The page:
clock menu more-arrow no yes mobile

Filed under:

Game Ten Preview: Toronto Blue Jays vs. Kansas City Royals

We're going to party like its 1985!


The Royals and Blue Jays are both expansion franchises, with the Royals being the older brother by just eight years. Unlike many other expansion franchises, both the Royals and Jays found success fairly quickly, with the Royals posting a winning season in just their third year, and the Jays posting one in their sixth. Both franchises used the Dodgers as a model, and relied heavily on developing talent internally. The Jays quickly developed stars like Tony Fernandez, Jesse Barfield, Lloyd Moseby, Jimmy Key, and converted outfielder Dave Stieb. They complimented that nucleus with good young talent stolen from other organizations, like Fred McGriff (Yankees), Kelly Gruber (Indians), George Bell (Phillies), and Tom Henke (Rangers).

The two clubs met in the American League Championship Series in 1985, just eight years after the Jays came into existence. In retrospect, it was a kind of passing of the torch. The Royals had been the most consistent American League winner for the previous ten years. The Jays would be the most consistent American League winner for the next ten years. But in 1985, the Blue Jays were not quite ready.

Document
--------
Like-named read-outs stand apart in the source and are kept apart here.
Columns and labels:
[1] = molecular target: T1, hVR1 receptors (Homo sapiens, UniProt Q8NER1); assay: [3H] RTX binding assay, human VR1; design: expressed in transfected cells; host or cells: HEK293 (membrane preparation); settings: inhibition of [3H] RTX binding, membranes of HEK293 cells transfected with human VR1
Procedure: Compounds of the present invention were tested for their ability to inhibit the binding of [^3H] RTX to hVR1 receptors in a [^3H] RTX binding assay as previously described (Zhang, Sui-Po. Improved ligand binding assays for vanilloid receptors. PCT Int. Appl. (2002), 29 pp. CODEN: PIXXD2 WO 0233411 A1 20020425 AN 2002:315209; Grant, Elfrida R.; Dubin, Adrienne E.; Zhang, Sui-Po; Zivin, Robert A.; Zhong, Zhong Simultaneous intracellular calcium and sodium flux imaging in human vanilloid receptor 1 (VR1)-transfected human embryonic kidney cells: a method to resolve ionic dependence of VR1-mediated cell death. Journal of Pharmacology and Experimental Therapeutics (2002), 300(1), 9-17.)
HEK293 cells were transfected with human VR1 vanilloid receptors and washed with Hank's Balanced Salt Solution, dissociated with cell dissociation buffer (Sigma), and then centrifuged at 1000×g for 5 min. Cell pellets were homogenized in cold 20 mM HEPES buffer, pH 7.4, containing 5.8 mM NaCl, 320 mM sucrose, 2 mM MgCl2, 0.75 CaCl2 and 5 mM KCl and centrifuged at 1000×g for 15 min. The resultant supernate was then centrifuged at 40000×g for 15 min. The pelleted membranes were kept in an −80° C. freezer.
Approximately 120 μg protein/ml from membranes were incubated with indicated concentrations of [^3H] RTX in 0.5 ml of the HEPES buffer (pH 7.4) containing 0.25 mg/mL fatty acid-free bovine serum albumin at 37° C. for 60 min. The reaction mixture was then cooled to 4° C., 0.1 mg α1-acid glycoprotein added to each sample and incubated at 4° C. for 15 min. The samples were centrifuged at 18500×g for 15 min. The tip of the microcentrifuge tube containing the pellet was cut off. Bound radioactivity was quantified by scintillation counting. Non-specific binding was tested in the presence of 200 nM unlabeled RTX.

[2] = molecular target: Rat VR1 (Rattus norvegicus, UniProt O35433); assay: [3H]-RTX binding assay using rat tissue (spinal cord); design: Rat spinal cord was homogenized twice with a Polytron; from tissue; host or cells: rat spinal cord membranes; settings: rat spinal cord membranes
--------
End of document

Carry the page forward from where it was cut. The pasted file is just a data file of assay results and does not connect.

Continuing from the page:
Toronto took the first two games of the League Championship Series at home, including a thrilling back-and-forth Game Two that went to ten innings. The Royals took Game Three in "The George Brett Game" that Craig documented recently when George just took over the game, homering twice and collecting four hits. But K.C. dropped Game Four at home in a heartbreaker when Charlie Leibrandt and Dan Quisenberry could not hold onto a 1-0 ninth inning lead. The Royals found themselves in a 3-1 hole, and were fortunate that 1985 was the first year the LCS had been expanded to a "best-of-seven" format.

Danny Jackson pitched the game of his life in Game 5 to keep the Royals alive, shutting out the Jays and retiring the last nine hitters he faced for a 2-0 complete game shutout. George Brett would homer again in Game 6 to give the Royals the lead in a 5-3 win. And in Game 7, it was catcher Jim Sundburg who unloaded a critical three-run triple to break the game wide open in a 6-2 Royals victory. The Royals would claim the pennant and go on to win their first World Championship. The Jays would go on to win three more division titles, and two more championships over the next ten years.

Since the Wild Card era began in 1995, neither the Royals or Jays has made the playoffs. Only one other club in all of baseball (Pittsburgh) has suffered through such a drought. This past winter, both the Royals and Jays made waves with major acquisitions to make themselves relevant again. The Royals of course mortgaged the farm to acquire Rays ace James Shields, as well as Ervin Santana. The Jays sacrificed young talent as well to acquire Mark Buerhle, Jose Reyes, Josh Johnson, and R.A. Dickey.

Could we see a rematch of 1985 this fall?